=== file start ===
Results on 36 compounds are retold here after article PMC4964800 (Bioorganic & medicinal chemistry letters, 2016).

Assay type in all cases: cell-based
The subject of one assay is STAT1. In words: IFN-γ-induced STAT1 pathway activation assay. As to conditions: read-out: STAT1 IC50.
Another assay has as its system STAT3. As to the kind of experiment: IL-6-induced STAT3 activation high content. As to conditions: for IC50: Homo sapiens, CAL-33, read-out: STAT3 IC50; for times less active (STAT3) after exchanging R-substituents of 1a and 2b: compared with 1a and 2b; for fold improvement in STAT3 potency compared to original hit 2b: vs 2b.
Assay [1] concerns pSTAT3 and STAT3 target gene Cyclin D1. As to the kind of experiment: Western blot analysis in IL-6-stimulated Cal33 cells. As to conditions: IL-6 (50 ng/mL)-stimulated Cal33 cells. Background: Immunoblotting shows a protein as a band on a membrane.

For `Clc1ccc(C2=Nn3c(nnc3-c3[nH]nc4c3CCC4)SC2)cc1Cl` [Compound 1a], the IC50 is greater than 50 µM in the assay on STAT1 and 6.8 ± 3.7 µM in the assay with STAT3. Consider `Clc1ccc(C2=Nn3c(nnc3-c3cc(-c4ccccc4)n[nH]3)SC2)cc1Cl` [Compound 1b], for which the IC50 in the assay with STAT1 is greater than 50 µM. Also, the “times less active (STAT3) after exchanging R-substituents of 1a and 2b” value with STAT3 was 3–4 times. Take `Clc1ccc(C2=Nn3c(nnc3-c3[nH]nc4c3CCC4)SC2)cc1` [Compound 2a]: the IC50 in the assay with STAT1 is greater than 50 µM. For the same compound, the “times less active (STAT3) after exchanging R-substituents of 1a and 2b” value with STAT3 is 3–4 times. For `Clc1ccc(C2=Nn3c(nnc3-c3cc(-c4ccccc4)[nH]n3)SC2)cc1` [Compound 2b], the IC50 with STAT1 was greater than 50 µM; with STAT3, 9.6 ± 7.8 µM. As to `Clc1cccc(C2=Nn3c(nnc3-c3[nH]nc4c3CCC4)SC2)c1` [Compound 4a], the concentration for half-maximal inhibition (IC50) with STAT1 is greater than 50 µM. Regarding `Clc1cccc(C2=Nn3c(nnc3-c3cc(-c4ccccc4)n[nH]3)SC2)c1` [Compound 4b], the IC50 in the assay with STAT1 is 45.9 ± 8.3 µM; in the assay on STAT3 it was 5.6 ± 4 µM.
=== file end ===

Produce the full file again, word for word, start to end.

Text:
Results on 36 compounds are retold here after article PMC4964800 (Bioorganic & medicinal chemistry letters, 2016).

Assay type in all cases: cell-based
The subject of one assay is STAT1. In words: IFN-γ-induced STAT1 pathway activation assay. As to conditions: read-out: STAT1 IC50.
Another assay has as its system STAT3. As to the kind of experiment: IL-6-induced STAT3 activation high content. As to conditions: for IC50: Homo sapiens, CAL-33, read-out: STAT3 IC50; for times less active (STAT3) after exchanging R-substituents of 1a and 2b: compared with 1a and 2b; for fold improvement in STAT3 potency compared to original hit 2b: vs 2b.
Assay [1] concerns pSTAT3 and STAT3 target gene Cyclin D1. As to the kind of experiment: Western blot analysis in IL-6-stimulated Cal33 cells. As to conditions: IL-6 (50 ng/mL)-stimulated Cal33 cells. Background: Immunoblotting shows a protein as a band on a membrane.

For `Clc1ccc(C2=Nn3c(nnc3-c3[nH]nc4c3CCC4)SC2)cc1Cl` [Compound 1a], the IC50 is greater than 50 µM in the assay on STAT1 and 6.8 ± 3.7 µM in the assay with STAT3. Consider `Clc1ccc(C2=Nn3c(nnc3-c3cc(-c4ccccc4)n[nH]3)SC2)cc1Cl` [Compound 1b], for which the IC50 in the assay with STAT1 is greater than 50 µM. Also, the “times less active (STAT3) after exchanging R-substituents of 1a and 2b” value with STAT3 was 3–4 times. Take `Clc1ccc(C2=Nn3c(nnc3-c3[nH]nc4c3CCC4)SC2)cc1` [Compound 2a]: the IC50 in the assay with STAT1 is greater than 50 µM. For the same compound, the “times less active (STAT3) after exchanging R-substituents of 1a and 2b” value with STAT3 is 3–4 times. For `Clc1ccc(C2=Nn3c(nnc3-c3cc(-c4ccccc4)[nH]n3)SC2)cc1` [Compound 2b], the IC50 with STAT1 was greater than 50 µM; with STAT3, 9.6 ± 7.8 µM. As to `Clc1cccc(C2=Nn3c(nnc3-c3[nH]nc4c3CCC4)SC2)c1` [Compound 4a], the concentration for half-maximal inhibition (IC50) with STAT1 is greater than 50 µM. Regarding `Clc1cccc(C2=Nn3c(nnc3-c3cc(-c4ccccc4)n[nH]3)SC2)c1` [Compound 4b], the IC50 in the assay with STAT1 is 45.9 ± 8.3 µM; in the assay on STAT3 it was 5.6 ± 4 µM.